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What if the Yankees never get Mark Teixeira back?

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Mark Teixeira has been hurt since August 17 and they still don't know how to fix him. They thought he'd be much better by now, but after allowing him to start on the 25th and pinch hit on the 26th, he's gone back to New York for further testing and now it turns out the bone bruise in his shin hasn't healed at all. According to Brian Cashman, it's going to take a lot longer for him to return now, and even then, there's no guarantee:

Tex was hitting only .185/.254/.352 in the month of August before he went down, but this is the player that has led the offense all season long. Of the players who have at least 400 plate appearances this year, he leads the team with 31 home runs, a .548 slugging percentage, and a 145 wRC+. ZiPS projects that he will be worth 0.5 WAR and hit .245/.342/.487 with five home runs the rest of the way, and for a team that hit .238/.319/.389 in the month of August, the Yankees could really use that hitter. If the Yankees can't get Mark Teixeira back by the end of the season, how will he be able to get it going for the playoffs? Even worse, if he's done for the year, what do they do over the next month or so?

Right now, Greg Bird's first real chance as a big leaguer has been filled with mixed results. He hit two home runs on the 19th and it looked like everything would be fine while Teixeira was out, but Bird has hit only .211/.311/.237 since and has struck out nearly 27% of the time already. It's also starting to look like the majors have caught onto his weakness for high strikes and they're getting him to strike out on them at an alarming frequency:

Bird has to learn how to adjust if he wants to have a successful big league career, but he also needs to figure it out because now the Yankees suddenly need him. He seems to be capable enough at first base–certainly better than Garrett Jones was–but is there a better option?

The idea of seeing Alex Rodriguez back out on the field has resurfaced in recent days with Joe Girardi now considering putting him at first base against lefties. Brian Cashman didn't seem very comfortable with that plan:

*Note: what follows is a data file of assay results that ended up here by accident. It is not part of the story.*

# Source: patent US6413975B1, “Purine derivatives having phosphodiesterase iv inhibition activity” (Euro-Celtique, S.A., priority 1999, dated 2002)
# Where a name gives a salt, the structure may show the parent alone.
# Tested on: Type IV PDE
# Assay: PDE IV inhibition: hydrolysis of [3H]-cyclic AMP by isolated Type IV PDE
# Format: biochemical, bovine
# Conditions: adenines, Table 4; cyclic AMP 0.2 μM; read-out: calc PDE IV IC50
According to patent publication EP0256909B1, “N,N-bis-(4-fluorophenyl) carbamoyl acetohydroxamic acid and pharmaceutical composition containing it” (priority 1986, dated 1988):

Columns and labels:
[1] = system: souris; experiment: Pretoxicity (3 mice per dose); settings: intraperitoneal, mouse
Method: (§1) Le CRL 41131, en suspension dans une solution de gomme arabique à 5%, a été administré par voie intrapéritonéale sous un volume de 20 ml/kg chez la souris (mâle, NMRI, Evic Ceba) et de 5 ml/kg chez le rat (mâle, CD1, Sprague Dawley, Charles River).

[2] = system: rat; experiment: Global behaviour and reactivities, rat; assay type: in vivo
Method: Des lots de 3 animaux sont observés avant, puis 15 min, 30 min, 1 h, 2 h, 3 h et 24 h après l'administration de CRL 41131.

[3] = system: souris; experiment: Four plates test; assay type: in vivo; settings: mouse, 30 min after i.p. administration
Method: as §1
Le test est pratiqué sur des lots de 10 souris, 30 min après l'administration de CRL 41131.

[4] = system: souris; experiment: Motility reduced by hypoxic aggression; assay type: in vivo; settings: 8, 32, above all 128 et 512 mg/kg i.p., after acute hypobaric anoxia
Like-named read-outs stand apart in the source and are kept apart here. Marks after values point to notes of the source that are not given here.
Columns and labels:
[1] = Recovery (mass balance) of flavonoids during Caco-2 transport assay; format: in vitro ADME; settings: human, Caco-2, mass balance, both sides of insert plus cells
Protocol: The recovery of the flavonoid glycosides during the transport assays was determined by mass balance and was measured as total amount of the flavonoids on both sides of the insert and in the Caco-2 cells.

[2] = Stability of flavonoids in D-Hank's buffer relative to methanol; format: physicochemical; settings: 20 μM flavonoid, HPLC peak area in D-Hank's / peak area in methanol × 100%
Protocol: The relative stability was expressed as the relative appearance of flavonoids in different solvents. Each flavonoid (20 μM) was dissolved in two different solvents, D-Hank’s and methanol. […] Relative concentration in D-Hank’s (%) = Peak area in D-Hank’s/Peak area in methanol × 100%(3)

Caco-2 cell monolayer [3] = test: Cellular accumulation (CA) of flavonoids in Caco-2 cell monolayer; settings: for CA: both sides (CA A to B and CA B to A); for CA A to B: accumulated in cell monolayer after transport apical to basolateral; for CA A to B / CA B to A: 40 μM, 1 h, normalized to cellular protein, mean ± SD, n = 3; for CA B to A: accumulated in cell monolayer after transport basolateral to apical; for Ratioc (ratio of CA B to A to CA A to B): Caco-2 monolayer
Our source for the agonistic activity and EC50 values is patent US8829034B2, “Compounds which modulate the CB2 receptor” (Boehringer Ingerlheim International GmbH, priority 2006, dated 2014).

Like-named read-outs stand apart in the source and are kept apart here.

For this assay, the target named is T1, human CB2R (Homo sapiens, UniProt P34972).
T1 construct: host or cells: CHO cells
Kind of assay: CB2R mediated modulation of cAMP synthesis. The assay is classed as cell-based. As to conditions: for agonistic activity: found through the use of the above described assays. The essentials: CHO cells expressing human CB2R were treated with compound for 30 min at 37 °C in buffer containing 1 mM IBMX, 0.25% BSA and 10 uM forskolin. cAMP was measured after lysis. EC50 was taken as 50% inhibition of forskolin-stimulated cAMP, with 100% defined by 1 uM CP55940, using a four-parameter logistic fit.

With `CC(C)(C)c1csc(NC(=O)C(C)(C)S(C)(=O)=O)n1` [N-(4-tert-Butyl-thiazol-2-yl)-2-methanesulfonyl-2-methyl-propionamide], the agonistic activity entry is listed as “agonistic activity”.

"I don't feel like he's a real option over there. I just personally don't have much comfort with Alex at first. That's my opinion." - Cashman

And neither did A-Rod, who seems to enjoy being off the field:

"I think it helps. When you look at the (2014) suspension, look at the All-Star break, look at Washington or look at the Marlins, I think those breaks have all been good for me, and I've bounced back nicely." - A-Rod

Girardi and Cashman sound like they're at odds on how to handle the designated hitter, but the Yankees general manager said it would ultimately be Girardi's call, so there's a non-zero chance we see A-Rod platooning with Greg Bird soon. That's not to say that Bird has a problem against lefties–though he has only managed a .720 OPS against southpaws over the last two minor league seasons–just that with Teixeira gone, the Yankees have missed his switch-hitting abilities in the lineup and this could be the next best thing. The biggest concern with this move would be whether or not Rodriguez can hold up after last taking the field in May. He's also only hit .153/.273/.259 in the month of August, and after clearly taking to more rest during interleague games, it would be silly to expect him to perform after being given more work.

That would leave the Yankees with Chase Headley, Brendan Ryan, and Dustin Ackley. Headley might make the most sense to at least perform duties as a backup first baseman, but that would mean that Stephen Drew and Brendan Ryan would end up being in the same lineup, unless they decide to play Rob Refsnyder some. Ryan has experience at first base as he played the position a few times last year. It also turns out that Ackley, the guy they traded for to play five different positions, doesn't actually have much professional experience at first base. I very, very briefly spoke to Lookout Landing writer Meg Rowley about Ackley's playing career at first base:

Quoted. He has a 76 wRC+ on the year and is now coming off a luging disc in his back, so it's probably not a good idea to make him an everyday player. He played first in college, so he might be a good option to back up the position, but he's probably not someone the Yankees want to rely on too heavily.

Now that it's September, the Yankees can't trade for someone and expect them to be eligible for the playoffs, so it would seem that, right now, Greg Bird is their best and only hope. They can probably survive a game or two with Headley or Ackley filling in, but Bird has to figure things out. It's a real possibility that Tex's season is over, and even if it's not, it's hard to see him getting into a groove before the playoffs start with so little time left. The team's reliance on Teixeira and Rodriguez got them this far, but now it's time for others to step up and fill that space.